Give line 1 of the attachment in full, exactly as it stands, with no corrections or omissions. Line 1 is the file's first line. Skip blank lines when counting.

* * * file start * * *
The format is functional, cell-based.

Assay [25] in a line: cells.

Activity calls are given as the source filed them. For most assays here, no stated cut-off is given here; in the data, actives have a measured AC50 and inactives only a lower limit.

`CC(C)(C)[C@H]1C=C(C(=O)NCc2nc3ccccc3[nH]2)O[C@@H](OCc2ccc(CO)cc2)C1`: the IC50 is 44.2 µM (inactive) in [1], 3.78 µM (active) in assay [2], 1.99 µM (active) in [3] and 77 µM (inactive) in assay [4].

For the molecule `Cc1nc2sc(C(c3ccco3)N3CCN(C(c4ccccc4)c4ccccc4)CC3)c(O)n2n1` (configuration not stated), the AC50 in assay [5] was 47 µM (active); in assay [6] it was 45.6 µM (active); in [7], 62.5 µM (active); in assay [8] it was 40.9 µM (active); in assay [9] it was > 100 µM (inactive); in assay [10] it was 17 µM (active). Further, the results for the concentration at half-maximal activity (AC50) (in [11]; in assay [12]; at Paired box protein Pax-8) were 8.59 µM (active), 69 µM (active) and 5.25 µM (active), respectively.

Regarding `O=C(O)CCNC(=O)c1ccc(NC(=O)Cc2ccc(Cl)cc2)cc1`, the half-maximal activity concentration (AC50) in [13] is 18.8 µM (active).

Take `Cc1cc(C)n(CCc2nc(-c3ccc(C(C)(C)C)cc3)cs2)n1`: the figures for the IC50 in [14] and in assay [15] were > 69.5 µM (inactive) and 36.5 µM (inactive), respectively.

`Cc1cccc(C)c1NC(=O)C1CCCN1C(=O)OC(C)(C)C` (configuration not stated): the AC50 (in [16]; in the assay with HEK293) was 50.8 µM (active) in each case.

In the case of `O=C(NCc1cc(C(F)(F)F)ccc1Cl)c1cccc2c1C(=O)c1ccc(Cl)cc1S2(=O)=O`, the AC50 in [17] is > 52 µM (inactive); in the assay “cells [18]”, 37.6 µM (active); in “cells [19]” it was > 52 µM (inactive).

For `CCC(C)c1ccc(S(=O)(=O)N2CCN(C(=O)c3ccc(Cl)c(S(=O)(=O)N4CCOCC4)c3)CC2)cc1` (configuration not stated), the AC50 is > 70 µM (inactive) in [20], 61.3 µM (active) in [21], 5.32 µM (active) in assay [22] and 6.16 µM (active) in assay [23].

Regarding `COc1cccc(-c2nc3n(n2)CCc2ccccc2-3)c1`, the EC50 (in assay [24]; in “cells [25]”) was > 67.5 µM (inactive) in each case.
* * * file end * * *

The format is functional, cell-based.